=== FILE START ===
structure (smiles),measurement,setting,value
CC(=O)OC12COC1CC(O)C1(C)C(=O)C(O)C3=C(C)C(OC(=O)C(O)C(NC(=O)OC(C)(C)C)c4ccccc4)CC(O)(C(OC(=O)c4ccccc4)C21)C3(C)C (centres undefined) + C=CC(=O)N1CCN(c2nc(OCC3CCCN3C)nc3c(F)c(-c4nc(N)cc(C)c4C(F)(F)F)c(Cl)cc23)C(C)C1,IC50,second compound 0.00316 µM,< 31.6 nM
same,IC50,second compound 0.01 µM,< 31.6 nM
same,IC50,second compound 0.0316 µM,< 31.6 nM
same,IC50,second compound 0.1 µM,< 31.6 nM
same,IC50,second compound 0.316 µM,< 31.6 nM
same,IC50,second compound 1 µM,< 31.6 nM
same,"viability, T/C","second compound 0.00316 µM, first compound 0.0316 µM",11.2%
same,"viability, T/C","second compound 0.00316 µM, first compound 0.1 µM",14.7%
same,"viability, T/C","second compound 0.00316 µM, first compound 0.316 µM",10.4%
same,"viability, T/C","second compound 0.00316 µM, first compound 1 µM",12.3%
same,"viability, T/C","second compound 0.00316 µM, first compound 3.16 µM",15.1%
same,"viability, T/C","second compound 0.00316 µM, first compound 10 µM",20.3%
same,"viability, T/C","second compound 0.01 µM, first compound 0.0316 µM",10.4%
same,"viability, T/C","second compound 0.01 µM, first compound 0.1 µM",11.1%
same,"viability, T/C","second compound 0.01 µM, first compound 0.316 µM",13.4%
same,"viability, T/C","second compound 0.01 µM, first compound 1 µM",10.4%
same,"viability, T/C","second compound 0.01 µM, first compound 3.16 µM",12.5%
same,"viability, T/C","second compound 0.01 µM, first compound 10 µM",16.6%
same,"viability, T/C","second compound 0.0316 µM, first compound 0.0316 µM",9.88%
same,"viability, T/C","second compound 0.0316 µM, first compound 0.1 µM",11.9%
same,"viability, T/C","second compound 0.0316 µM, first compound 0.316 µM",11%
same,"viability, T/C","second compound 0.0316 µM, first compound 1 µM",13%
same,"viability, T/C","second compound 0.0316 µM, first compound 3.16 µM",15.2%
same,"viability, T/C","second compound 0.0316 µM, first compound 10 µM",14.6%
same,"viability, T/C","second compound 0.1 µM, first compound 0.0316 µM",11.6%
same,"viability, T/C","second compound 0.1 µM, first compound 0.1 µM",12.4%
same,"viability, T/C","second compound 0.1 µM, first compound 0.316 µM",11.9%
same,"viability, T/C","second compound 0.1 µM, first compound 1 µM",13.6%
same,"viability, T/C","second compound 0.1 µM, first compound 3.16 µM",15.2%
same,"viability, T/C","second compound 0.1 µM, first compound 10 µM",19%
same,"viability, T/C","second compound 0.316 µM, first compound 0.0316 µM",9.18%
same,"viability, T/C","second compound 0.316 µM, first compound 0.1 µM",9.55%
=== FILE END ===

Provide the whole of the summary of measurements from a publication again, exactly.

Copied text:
structure (smiles),measurement,setting,value
CC(=O)OC12COC1CC(O)C1(C)C(=O)C(O)C3=C(C)C(OC(=O)C(O)C(NC(=O)OC(C)(C)C)c4ccccc4)CC(O)(C(OC(=O)c4ccccc4)C21)C3(C)C (centres undefined) + C=CC(=O)N1CCN(c2nc(OCC3CCCN3C)nc3c(F)c(-c4nc(N)cc(C)c4C(F)(F)F)c(Cl)cc23)C(C)C1,IC50,second compound 0.00316 µM,< 31.6 nM
same,IC50,second compound 0.01 µM,< 31.6 nM
same,IC50,second compound 0.0316 µM,< 31.6 nM
same,IC50,second compound 0.1 µM,< 31.6 nM
same,IC50,second compound 0.316 µM,< 31.6 nM
same,IC50,second compound 1 µM,< 31.6 nM
same,"viability, T/C","second compound 0.00316 µM, first compound 0.0316 µM",11.2%
same,"viability, T/C","second compound 0.00316 µM, first compound 0.1 µM",14.7%
same,"viability, T/C","second compound 0.00316 µM, first compound 0.316 µM",10.4%
same,"viability, T/C","second compound 0.00316 µM, first compound 1 µM",12.3%
same,"viability, T/C","second compound 0.00316 µM, first compound 3.16 µM",15.1%
same,"viability, T/C","second compound 0.00316 µM, first compound 10 µM",20.3%
same,"viability, T/C","second compound 0.01 µM, first compound 0.0316 µM",10.4%
same,"viability, T/C","second compound 0.01 µM, first compound 0.1 µM",11.1%
same,"viability, T/C","second compound 0.01 µM, first compound 0.316 µM",13.4%
same,"viability, T/C","second compound 0.01 µM, first compound 1 µM",10.4%
same,"viability, T/C","second compound 0.01 µM, first compound 3.16 µM",12.5%
same,"viability, T/C","second compound 0.01 µM, first compound 10 µM",16.6%
same,"viability, T/C","second compound 0.0316 µM, first compound 0.0316 µM",9.88%
same,"viability, T/C","second compound 0.0316 µM, first compound 0.1 µM",11.9%
same,"viability, T/C","second compound 0.0316 µM, first compound 0.316 µM",11%
same,"viability, T/C","second compound 0.0316 µM, first compound 1 µM",13%
same,"viability, T/C","second compound 0.0316 µM, first compound 3.16 µM",15.2%
same,"viability, T/C","second compound 0.0316 µM, first compound 10 µM",14.6%
same,"viability, T/C","second compound 0.1 µM, first compound 0.0316 µM",11.6%
same,"viability, T/C","second compound 0.1 µM, first compound 0.1 µM",12.4%
same,"viability, T/C","second compound 0.1 µM, first compound 0.316 µM",11.9%
same,"viability, T/C","second compound 0.1 µM, first compound 1 µM",13.6%
same,"viability, T/C","second compound 0.1 µM, first compound 3.16 µM",15.2%
same,"viability, T/C","second compound 0.1 µM, first compound 10 µM",19%
same,"viability, T/C","second compound 0.316 µM, first compound 0.0316 µM",9.18%
same,"viability, T/C","second compound 0.316 µM, first compound 0.1 µM",9.55%